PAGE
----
World Sanskrit Conference (WSC) (17th : 2018)

Similes and Metaphors in the Agnihotra of Jaiminīya Brāhmaṇa Das Gupta, Mau 2019

Your browser doesn't seem to have a PDF viewer, please download the PDF to view this item.

Notice for Google Chrome users:
If you are having trouble viewing or searching the PDF with Google Chrome, please download it here instead.

Item Metadata


70440-Das Gupta_Mau_Similes_and_metaphors_2019.pdf [ 447.23kB ]
JSON: 70440-1.0390878.json
JSON-LD: 70440-1.0390878-ld.json
RDF/XML (Pretty): 70440-1.0390878-rdf.xml
RDF/JSON: 70440-1.0390878-rdf.json
Turtle: 70440-1.0390878-turtle.txt
N-Triples: 70440-1.0390878-rdf-ntriples.txt
Original Record: 70440-1.0390878-source.json
Full Text

Full Text

 Similes and Metaphors in the Agnihotra of Jaiminīya Brāhmaṇa Mau Das Gupta Proceedings of the 17th World Sanskrit Conference, Vancouver, Canada, July 9-13, 2018, Section 1: Veda.  Section Convenors: Shrikant Bahulkar and Joanna Jurewicz
General Editor: Adheesh Sathaye Published by the Department of Asian Studies, University of British Columbia, on behalf of the International Association for Sanskrit Studies. DOI: 10.14288/1.0380178.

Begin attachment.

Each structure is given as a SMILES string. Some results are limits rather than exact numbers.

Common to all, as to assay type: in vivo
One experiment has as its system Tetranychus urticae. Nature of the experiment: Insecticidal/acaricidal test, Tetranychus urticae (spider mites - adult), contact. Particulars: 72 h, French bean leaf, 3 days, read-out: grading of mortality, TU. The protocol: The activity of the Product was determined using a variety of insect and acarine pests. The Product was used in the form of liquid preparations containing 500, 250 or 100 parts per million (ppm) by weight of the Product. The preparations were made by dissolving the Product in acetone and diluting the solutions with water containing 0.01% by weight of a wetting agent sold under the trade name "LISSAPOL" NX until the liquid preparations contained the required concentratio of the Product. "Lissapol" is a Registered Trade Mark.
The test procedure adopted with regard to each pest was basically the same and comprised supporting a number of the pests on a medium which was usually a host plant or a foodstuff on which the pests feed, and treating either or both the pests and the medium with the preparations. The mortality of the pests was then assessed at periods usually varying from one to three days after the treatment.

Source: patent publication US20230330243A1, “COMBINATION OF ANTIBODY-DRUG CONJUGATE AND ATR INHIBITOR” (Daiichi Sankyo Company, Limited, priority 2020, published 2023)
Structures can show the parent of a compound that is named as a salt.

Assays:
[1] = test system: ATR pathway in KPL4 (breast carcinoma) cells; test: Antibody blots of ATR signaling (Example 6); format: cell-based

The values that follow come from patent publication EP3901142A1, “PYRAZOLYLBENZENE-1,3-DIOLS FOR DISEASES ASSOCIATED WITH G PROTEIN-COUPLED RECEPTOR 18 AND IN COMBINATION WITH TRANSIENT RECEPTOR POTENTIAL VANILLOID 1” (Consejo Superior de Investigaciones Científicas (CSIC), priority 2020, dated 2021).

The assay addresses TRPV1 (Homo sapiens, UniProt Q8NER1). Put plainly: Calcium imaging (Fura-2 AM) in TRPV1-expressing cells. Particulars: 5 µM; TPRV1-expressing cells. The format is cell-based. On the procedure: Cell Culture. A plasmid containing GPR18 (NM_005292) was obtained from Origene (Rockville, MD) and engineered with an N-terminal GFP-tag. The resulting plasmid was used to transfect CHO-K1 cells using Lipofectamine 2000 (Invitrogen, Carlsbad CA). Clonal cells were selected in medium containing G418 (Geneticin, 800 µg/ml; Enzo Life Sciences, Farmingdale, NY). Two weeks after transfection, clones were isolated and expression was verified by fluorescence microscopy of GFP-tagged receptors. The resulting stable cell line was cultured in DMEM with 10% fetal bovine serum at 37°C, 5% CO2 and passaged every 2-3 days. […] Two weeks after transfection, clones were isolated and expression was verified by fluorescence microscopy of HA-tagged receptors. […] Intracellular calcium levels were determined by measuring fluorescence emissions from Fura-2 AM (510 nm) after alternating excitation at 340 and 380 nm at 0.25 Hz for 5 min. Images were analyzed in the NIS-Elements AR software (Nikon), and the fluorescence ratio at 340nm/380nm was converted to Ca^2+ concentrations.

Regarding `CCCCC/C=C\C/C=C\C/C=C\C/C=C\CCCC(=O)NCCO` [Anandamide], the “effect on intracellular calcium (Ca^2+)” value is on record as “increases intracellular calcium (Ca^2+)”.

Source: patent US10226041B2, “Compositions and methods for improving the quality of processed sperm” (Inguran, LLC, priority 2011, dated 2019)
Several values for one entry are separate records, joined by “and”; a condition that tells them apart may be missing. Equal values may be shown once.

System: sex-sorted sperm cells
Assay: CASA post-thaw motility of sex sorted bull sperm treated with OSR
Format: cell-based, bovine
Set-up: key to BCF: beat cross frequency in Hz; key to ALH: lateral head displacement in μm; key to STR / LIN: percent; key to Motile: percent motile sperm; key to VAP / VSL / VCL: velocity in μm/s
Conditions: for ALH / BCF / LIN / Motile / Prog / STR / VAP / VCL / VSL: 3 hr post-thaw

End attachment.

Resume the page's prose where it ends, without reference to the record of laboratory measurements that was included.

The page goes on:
URI: Suggested Citation Format: MLA:
Das Gupta, Mau. “Similes and Metaphors in the Agnihotra of Jaiminīya Brāhmaṇa.” Proceedings of the 17th World Sanskrit Conference, Vancouver, Canada, July 9-13, 2018, Section 1: Veda. Edited by Shrikant Bahulkar and Joanna Jurewicz, 2019. DOI: 10.14288/1.0380178. APA:
Das Gupta, M. (2019). Similes and metaphors in the Agnihotra of Jaiminīya Brāhmaṇa. In S. Bahulkar and J. Jurewicz, (eds.) Proceedings of the 17th World Sanskrit Conference, Vancouver, Canada, July 9-13, 2018, Section 1: Veda. DOI: 10.14288/1.0380178. Chicago: